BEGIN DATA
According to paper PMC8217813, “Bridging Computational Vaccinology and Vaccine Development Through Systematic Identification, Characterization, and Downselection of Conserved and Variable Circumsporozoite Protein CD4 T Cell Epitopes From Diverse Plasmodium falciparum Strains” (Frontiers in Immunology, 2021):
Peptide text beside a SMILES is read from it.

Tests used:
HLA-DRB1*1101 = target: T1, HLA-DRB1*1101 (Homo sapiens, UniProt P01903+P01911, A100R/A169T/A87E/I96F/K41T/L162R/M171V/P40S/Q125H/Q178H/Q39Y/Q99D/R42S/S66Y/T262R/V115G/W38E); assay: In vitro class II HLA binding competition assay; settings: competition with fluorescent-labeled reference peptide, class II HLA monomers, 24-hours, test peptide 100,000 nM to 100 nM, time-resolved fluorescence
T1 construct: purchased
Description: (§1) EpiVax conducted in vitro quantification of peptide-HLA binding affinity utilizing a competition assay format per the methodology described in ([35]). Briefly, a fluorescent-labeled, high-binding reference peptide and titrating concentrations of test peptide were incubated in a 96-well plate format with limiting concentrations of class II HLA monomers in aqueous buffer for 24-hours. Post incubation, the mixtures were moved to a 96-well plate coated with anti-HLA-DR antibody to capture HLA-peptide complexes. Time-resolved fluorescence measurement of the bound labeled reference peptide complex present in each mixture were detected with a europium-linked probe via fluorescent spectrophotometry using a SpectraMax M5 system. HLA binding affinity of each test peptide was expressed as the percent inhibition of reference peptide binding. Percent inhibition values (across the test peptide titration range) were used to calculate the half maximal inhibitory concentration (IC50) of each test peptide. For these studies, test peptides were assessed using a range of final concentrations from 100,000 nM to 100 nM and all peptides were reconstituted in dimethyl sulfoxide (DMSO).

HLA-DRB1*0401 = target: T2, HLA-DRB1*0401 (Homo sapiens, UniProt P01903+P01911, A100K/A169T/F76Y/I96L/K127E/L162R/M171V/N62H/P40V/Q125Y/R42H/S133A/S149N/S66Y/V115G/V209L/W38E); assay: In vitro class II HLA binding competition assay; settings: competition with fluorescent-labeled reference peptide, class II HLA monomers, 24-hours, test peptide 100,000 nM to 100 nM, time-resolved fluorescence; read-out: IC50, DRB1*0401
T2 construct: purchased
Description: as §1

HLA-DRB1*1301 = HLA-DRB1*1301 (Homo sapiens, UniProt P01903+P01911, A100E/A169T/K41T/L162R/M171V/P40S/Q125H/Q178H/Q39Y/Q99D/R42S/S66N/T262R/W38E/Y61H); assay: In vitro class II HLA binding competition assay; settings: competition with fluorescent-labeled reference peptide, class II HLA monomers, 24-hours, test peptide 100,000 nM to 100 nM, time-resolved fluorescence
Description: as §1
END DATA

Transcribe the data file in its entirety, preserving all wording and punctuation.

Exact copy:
According to paper PMC8217813, “Bridging Computational Vaccinology and Vaccine Development Through Systematic Identification, Characterization, and Downselection of Conserved and Variable Circumsporozoite Protein CD4 T Cell Epitopes From Diverse Plasmodium falciparum Strains” (Frontiers in Immunology, 2021):
Peptide text beside a SMILES is read from it.

Tests used:
HLA-DRB1*1101 = target: T1, HLA-DRB1*1101 (Homo sapiens, UniProt P01903+P01911, A100R/A169T/A87E/I96F/K41T/L162R/M171V/P40S/Q125H/Q178H/Q39Y/Q99D/R42S/S66Y/T262R/V115G/W38E); assay: In vitro class II HLA binding competition assay; settings: competition with fluorescent-labeled reference peptide, class II HLA monomers, 24-hours, test peptide 100,000 nM to 100 nM, time-resolved fluorescence
T1 construct: purchased
Description: (§1) EpiVax conducted in vitro quantification of peptide-HLA binding affinity utilizing a competition assay format per the methodology described in ([35]). Briefly, a fluorescent-labeled, high-binding reference peptide and titrating concentrations of test peptide were incubated in a 96-well plate format with limiting concentrations of class II HLA monomers in aqueous buffer for 24-hours. Post incubation, the mixtures were moved to a 96-well plate coated with anti-HLA-DR antibody to capture HLA-peptide complexes. Time-resolved fluorescence measurement of the bound labeled reference peptide complex present in each mixture were detected with a europium-linked probe via fluorescent spectrophotometry using a SpectraMax M5 system. HLA binding affinity of each test peptide was expressed as the percent inhibition of reference peptide binding. Percent inhibition values (across the test peptide titration range) were used to calculate the half maximal inhibitory concentration (IC50) of each test peptide. For these studies, test peptides were assessed using a range of final concentrations from 100,000 nM to 100 nM and all peptides were reconstituted in dimethyl sulfoxide (DMSO).

HLA-DRB1*0401 = target: T2, HLA-DRB1*0401 (Homo sapiens, UniProt P01903+P01911, A100K/A169T/F76Y/I96L/K127E/L162R/M171V/N62H/P40V/Q125Y/R42H/S133A/S149N/S66Y/V115G/V209L/W38E); assay: In vitro class II HLA binding competition assay; settings: competition with fluorescent-labeled reference peptide, class II HLA monomers, 24-hours, test peptide 100,000 nM to 100 nM, time-resolved fluorescence; read-out: IC50, DRB1*0401
T2 construct: purchased
Description: as §1

HLA-DRB1*1301 = HLA-DRB1*1301 (Homo sapiens, UniProt P01903+P01911, A100E/A169T/K41T/L162R/M171V/P40S/Q125H/Q178H/Q39Y/Q99D/R42S/S66N/T262R/W38E/Y61H); assay: In vitro class II HLA binding competition assay; settings: competition with fluorescent-labeled reference peptide, class II HLA monomers, 24-hours, test peptide 100,000 nM to 100 nM, time-resolved fluorescence
Description: as §1